Tag Archives: Islamic State

And the fight goes on and on

You remember al-Qaida, yes? That was the terrorist cabal that hurled the United States into a global war on 9/11. It’s a new form of worldwide conflict.

In recent years our attention has been riveted on the Islamic State, which emerged as Public Enemy No. 1 in that ongoing war.

ISIS has produced its share of public figures who’ve taunted the rest of the world. Perhaps the most notable of them was a British national nicknamed “Jihadi John,” who beheaded prisoners. Jihadi John got his, though, in a missile strike that took him out in 2016.

Here is some more good news: The U.S. military, working with Libyan forces, has killed a key al-Qaida leader in another strike. Musa Abu Dawud was one of two key militant leaders to get blown to bits in a strike in Libya.

Now, before we start our end zone dance and high-five each other, I would like to remind us all of an irrefutable truth in this war: We will need to kill every single terrorist if we have any hope of ending this threat. In other words, although an al-Qaida leader has been smoked, another one — or more — is likely to emerge to replace him.

Donald Trump once told us knew knows “more about ISIS than the generals.” OK, but there must be continued pressure put on the original top enemy, al-Qaida. That organization has continued to wage terror campaigns even though its leader, Osama bin Laden, died in that U.S. commando raid in May 2011.

This is my way of reminding us about the nature of this war against terror. There likely is no way we can declare victory the way we did in World War II, when the world put down the forces of tyranny emanating from Berlin, Rome and Tokyo.

We aren’t fighting military forces that march under the banner of a nation or even a group of nations. We are fighting shady, cunning and creative terrorists who lurk in darkness before striking out.

The president vows to continue the fight, bringing the full weight of our immense military power to bear against terrorists, whether they represent ISIS, al-Qaida, Boko Haram or any sinister organization that seeks to do us harm.

May the fight go on … for as long as it takes.

How do you punish these religious perverts?

I have been using the term — or some variation of it — “religious perverts” to describe the Islamic State and other terrorists who commit dastardly acts in the name of a great world religion.

That term now applies to a California husband and wife who’ve been arrested and charged with crimes that simply overwhelm our sense of decency.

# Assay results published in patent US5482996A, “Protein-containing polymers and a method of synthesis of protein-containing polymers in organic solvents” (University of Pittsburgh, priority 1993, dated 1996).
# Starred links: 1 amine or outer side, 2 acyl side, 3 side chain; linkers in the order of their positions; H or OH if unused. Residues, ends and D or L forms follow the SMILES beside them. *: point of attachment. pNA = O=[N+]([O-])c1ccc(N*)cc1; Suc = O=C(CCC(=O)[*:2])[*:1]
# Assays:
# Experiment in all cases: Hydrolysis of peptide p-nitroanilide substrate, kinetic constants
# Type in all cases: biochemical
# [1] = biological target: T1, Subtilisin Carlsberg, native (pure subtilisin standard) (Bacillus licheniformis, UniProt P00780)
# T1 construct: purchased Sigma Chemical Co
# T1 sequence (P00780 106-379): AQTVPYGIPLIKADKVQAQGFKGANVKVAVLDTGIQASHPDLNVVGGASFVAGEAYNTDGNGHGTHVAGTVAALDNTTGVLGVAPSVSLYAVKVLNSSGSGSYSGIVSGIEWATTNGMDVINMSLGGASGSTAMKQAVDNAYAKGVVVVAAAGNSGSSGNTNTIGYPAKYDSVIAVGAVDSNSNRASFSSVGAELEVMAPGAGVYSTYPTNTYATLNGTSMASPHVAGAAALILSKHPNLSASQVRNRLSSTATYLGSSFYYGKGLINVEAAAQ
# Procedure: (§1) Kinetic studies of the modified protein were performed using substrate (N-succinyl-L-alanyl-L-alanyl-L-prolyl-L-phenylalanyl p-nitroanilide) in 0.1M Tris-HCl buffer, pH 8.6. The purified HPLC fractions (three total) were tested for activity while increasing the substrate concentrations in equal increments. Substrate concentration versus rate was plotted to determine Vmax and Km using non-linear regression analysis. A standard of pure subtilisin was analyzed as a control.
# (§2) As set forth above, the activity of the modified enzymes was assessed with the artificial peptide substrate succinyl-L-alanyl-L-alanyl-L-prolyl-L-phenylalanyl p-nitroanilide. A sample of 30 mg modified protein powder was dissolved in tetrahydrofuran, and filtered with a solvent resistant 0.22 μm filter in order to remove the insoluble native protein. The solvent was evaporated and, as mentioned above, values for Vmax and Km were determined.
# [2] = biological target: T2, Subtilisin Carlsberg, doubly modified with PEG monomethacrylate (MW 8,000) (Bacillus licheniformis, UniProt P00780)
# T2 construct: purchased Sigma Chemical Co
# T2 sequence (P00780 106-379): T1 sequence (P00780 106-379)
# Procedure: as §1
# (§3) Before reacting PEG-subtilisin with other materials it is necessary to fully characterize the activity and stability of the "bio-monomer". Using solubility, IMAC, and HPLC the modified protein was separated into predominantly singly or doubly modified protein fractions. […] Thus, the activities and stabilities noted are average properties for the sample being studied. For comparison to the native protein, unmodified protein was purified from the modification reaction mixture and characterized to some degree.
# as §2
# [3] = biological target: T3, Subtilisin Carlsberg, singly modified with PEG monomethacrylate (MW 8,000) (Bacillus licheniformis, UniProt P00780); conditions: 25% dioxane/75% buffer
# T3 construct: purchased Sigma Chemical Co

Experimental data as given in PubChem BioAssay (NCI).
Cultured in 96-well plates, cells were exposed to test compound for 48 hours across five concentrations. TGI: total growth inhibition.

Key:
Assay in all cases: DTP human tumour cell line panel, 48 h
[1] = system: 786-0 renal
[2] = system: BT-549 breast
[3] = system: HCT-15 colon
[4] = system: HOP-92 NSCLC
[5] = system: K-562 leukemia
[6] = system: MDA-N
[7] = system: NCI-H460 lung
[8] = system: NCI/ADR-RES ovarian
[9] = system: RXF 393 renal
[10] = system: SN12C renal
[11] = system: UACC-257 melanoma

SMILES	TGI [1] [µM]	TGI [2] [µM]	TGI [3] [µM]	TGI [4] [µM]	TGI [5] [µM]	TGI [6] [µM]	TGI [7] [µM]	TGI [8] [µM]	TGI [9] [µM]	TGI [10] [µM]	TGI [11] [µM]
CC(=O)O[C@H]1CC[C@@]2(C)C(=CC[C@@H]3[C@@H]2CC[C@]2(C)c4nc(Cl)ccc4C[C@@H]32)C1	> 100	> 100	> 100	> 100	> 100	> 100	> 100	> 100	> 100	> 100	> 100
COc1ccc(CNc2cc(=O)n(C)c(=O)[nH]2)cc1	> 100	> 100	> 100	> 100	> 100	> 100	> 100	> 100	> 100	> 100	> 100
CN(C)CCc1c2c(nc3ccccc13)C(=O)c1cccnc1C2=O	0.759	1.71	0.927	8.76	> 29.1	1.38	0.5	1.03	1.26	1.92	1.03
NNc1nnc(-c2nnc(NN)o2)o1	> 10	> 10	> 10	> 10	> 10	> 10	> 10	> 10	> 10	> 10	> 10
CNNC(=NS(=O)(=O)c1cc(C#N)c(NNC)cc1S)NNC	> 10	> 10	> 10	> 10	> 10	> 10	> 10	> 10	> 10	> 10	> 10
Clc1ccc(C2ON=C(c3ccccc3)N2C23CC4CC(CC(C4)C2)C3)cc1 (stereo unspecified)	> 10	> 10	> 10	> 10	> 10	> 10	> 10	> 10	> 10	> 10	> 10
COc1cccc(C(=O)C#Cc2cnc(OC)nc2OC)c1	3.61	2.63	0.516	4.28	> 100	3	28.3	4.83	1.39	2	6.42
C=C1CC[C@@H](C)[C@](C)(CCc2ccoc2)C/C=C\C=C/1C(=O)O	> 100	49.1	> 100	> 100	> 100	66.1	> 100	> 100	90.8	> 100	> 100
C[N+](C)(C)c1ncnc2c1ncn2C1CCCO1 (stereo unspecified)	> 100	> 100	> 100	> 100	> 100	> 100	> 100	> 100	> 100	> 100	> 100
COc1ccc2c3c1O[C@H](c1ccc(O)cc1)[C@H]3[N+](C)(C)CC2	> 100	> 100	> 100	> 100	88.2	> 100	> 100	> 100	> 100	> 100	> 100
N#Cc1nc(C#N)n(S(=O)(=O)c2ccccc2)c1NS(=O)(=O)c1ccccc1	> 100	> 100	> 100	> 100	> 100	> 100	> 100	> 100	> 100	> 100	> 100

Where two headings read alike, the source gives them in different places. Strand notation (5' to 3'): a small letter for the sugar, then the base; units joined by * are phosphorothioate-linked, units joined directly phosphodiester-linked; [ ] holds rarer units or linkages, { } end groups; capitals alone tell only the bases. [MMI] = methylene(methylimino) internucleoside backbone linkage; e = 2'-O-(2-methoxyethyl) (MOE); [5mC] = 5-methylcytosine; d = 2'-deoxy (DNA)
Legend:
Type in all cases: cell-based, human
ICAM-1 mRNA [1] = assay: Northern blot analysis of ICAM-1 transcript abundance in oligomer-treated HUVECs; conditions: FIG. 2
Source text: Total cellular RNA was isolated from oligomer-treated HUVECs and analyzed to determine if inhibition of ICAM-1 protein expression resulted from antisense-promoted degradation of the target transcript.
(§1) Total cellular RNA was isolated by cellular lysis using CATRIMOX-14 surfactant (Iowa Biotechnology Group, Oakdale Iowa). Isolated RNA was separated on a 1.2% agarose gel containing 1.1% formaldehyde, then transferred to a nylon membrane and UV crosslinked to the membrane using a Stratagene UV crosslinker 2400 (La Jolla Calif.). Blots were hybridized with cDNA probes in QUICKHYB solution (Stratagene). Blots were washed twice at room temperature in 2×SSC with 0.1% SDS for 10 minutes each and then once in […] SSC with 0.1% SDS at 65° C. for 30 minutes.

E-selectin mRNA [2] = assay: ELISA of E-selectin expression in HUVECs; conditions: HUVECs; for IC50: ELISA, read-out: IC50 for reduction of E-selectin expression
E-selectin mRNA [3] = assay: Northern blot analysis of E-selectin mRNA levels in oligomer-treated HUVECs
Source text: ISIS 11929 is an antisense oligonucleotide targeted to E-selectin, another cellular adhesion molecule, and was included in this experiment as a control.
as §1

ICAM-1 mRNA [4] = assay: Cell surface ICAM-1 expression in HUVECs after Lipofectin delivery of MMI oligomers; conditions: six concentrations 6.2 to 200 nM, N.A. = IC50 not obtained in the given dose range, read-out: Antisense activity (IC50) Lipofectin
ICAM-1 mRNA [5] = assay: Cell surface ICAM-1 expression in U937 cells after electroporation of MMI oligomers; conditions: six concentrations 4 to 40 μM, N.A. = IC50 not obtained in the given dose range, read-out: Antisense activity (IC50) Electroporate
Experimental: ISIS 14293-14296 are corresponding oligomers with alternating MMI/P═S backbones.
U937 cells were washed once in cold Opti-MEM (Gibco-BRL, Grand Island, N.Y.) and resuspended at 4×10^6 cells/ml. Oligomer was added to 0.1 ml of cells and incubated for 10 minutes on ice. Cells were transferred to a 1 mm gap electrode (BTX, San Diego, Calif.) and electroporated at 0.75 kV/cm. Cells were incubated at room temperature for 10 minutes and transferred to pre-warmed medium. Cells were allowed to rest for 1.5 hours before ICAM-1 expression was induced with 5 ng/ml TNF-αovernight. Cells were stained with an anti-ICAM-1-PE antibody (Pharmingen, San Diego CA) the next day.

David and Louise Turpin are locked up in the Riverside County jail on multiple counts of child endangerment/abuse and related crimes.

Police raided their home and found 13 children chained to their beds. They had been starved to within inches of their lives. The youngest of the Turpins’ children is 2 years of age. The oldest of them has reached adulthood.

Bail has been set at $9 million for each of them. If I were King of the World, I’d make the bail a hundred times greater.

Why did they do this? Family members allege the couple follows some sort of religious tenet. What in the name of the Holy Father can motivate anyone to do such a thing?

If it is a form of religious fervor that drove the Turpins to do this, then all I am left to say is … please, God, shower your mercy on those poor children.

The so-called mother and father of these children need never to be free ever again.

One neighbor told the media he had “no idea this was going on.” It’s easy, I suppose, to condemn neighbors for failing to act. The house reportedly smelled to high heaven.

However, maybe we can ask ourselves: Does anyone with a semblance of decency ever envision adults shackling their children to their beds and damn near starving them to death?

Take a good look at the faces of the Turpins attached to this blog post. You are staring straight into the faces of evil.

ISIS: Perverts kill more Muslims

As if we needed more examples …

The Islamic State has taken responsibility for a bombing in Kabul, Afghanistan that killed at least 41 Muslims at a Shiite center.

Let’s ponder that for a moment. Yes, ISIS — a radical Sunni cabal — has declared war on the United States of America. And, yes, the terrorists have killed many non-Muslims. However, the preponderance of this monstrous group’s victims have been Muslims.

This group, which claims its mission is on behalf of Islam, simply is an organization of religious perverts. They do not adhere to traditional Islamic faith. They adhere instead to a perverted version of their so-called “faith.”

President Barack Obama made the point quite clearly the night he announced the death of al-Qaeda leader Osama bin Laden. He said that bin Laden was “not a Muslim leader. He was a killer of Muslims.”

The very same thing can be said of the Islamic State.